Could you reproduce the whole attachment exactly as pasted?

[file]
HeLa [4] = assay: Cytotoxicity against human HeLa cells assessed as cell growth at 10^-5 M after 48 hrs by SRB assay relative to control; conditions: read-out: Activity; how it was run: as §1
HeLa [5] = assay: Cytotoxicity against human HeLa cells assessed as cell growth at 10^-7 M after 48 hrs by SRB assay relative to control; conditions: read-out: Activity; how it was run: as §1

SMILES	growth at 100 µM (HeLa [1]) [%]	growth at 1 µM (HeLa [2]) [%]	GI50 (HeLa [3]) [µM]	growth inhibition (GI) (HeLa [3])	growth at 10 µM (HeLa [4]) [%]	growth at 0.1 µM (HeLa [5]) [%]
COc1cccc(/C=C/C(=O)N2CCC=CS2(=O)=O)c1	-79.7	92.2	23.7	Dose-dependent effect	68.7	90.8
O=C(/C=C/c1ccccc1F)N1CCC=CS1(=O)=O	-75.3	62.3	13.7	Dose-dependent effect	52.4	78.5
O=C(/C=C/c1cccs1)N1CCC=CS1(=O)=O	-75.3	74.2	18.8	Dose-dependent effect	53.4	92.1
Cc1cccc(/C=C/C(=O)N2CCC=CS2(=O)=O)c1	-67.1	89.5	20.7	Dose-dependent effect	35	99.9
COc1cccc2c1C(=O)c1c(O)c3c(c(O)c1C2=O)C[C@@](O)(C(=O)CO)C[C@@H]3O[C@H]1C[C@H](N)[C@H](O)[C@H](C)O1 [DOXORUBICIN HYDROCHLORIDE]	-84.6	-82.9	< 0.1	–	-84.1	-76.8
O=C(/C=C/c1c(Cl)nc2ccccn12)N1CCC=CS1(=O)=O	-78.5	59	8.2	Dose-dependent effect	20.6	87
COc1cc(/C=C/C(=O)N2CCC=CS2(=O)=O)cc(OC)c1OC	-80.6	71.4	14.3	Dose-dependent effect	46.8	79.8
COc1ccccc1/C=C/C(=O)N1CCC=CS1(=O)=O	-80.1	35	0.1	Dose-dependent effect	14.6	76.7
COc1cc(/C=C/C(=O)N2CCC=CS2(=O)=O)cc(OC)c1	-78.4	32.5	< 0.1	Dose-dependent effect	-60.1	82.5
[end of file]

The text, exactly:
HeLa [4] = assay: Cytotoxicity against human HeLa cells assessed as cell growth at 10^-5 M after 48 hrs by SRB assay relative to control; conditions: read-out: Activity; how it was run: as §1
HeLa [5] = assay: Cytotoxicity against human HeLa cells assessed as cell growth at 10^-7 M after 48 hrs by SRB assay relative to control; conditions: read-out: Activity; how it was run: as §1

SMILES	growth at 100 µM (HeLa [1]) [%]	growth at 1 µM (HeLa [2]) [%]	GI50 (HeLa [3]) [µM]	growth inhibition (GI) (HeLa [3])	growth at 10 µM (HeLa [4]) [%]	growth at 0.1 µM (HeLa [5]) [%]
COc1cccc(/C=C/C(=O)N2CCC=CS2(=O)=O)c1	-79.7	92.2	23.7	Dose-dependent effect	68.7	90.8
O=C(/C=C/c1ccccc1F)N1CCC=CS1(=O)=O	-75.3	62.3	13.7	Dose-dependent effect	52.4	78.5
O=C(/C=C/c1cccs1)N1CCC=CS1(=O)=O	-75.3	74.2	18.8	Dose-dependent effect	53.4	92.1
Cc1cccc(/C=C/C(=O)N2CCC=CS2(=O)=O)c1	-67.1	89.5	20.7	Dose-dependent effect	35	99.9
COc1cccc2c1C(=O)c1c(O)c3c(c(O)c1C2=O)C[C@@](O)(C(=O)CO)C[C@@H]3O[C@H]1C[C@H](N)[C@H](O)[C@H](C)O1 [DOXORUBICIN HYDROCHLORIDE]	-84.6	-82.9	< 0.1	–	-84.1	-76.8
O=C(/C=C/c1c(Cl)nc2ccccn12)N1CCC=CS1(=O)=O	-78.5	59	8.2	Dose-dependent effect	20.6	87
COc1cc(/C=C/C(=O)N2CCC=CS2(=O)=O)cc(OC)c1OC	-80.6	71.4	14.3	Dose-dependent effect	46.8	79.8
COc1ccccc1/C=C/C(=O)N1CCC=CS1(=O)=O	-80.1	35	0.1	Dose-dependent effect	14.6	76.7
COc1cc(/C=C/C(=O)N2CCC=CS2(=O)=O)cc(OC)c1	-78.4	32.5	< 0.1	Dose-dependent effect	-60.1	82.5